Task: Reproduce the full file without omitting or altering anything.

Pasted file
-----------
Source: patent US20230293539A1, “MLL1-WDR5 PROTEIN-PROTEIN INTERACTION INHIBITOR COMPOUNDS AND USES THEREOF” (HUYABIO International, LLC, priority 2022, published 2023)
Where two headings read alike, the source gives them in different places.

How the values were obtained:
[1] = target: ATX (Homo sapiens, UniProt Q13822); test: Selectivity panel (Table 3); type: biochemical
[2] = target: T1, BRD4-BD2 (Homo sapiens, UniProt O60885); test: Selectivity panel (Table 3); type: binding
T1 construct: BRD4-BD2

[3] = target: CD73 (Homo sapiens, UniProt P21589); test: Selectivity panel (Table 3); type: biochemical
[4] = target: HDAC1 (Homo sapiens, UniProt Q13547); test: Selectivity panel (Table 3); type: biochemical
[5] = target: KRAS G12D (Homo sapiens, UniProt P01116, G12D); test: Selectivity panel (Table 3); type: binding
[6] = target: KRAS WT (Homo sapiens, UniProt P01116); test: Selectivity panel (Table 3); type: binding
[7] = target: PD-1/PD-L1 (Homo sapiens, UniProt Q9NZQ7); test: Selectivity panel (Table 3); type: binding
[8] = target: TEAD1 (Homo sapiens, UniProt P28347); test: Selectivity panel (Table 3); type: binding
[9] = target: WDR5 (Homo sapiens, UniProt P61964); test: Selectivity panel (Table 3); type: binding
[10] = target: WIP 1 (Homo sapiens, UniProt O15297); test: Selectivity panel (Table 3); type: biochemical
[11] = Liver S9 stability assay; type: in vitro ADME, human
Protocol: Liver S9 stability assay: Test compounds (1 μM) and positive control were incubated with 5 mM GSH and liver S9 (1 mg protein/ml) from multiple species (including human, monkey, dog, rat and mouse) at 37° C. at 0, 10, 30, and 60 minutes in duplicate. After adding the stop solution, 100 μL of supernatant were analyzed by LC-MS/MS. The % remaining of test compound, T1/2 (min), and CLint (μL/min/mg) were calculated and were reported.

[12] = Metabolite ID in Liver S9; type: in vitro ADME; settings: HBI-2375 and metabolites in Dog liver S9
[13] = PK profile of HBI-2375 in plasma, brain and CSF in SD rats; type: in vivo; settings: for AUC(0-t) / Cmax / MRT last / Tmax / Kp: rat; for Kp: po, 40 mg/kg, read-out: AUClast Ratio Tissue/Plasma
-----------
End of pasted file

Source: patent US20230293539A1, “MLL1-WDR5 PROTEIN-PROTEIN INTERACTION INHIBITOR COMPOUNDS AND USES THEREOF” (HUYABIO International, LLC, priority 2022, published 2023)
Where two headings read alike, the source gives them in different places.

How the values were obtained:
[1] = target: ATX (Homo sapiens, UniProt Q13822); test: Selectivity panel (Table 3); type: biochemical
[2] = target: T1, BRD4-BD2 (Homo sapiens, UniProt O60885); test: Selectivity panel (Table 3); type: binding
T1 construct: BRD4-BD2

[3] = target: CD73 (Homo sapiens, UniProt P21589); test: Selectivity panel (Table 3); type: biochemical
[4] = target: HDAC1 (Homo sapiens, UniProt Q13547); test: Selectivity panel (Table 3); type: biochemical
[5] = target: KRAS G12D (Homo sapiens, UniProt P01116, G12D); test: Selectivity panel (Table 3); type: binding
[6] = target: KRAS WT (Homo sapiens, UniProt P01116); test: Selectivity panel (Table 3); type: binding
[7] = target: PD-1/PD-L1 (Homo sapiens, UniProt Q9NZQ7); test: Selectivity panel (Table 3); type: binding
[8] = target: TEAD1 (Homo sapiens, UniProt P28347); test: Selectivity panel (Table 3); type: binding
[9] = target: WDR5 (Homo sapiens, UniProt P61964); test: Selectivity panel (Table 3); type: binding
[10] = target: WIP 1 (Homo sapiens, UniProt O15297); test: Selectivity panel (Table 3); type: biochemical
[11] = Liver S9 stability assay; type: in vitro ADME, human
Protocol: Liver S9 stability assay: Test compounds (1 μM) and positive control were incubated with 5 mM GSH and liver S9 (1 mg protein/ml) from multiple species (including human, monkey, dog, rat and mouse) at 37° C. at 0, 10, 30, and 60 minutes in duplicate. After adding the stop solution, 100 μL of supernatant were analyzed by LC-MS/MS. The % remaining of test compound, T1/2 (min), and CLint (μL/min/mg) were calculated and were reported.

[12] = Metabolite ID in Liver S9; type: in vitro ADME; settings: HBI-2375 and metabolites in Dog liver S9
[13] = PK profile of HBI-2375 in plasma, brain and CSF in SD rats; type: in vivo; settings: for AUC(0-t) / Cmax / MRT last / Tmax / Kp: rat; for Kp: po, 40 mg/kg, read-out: AUClast Ratio Tissue/Plasma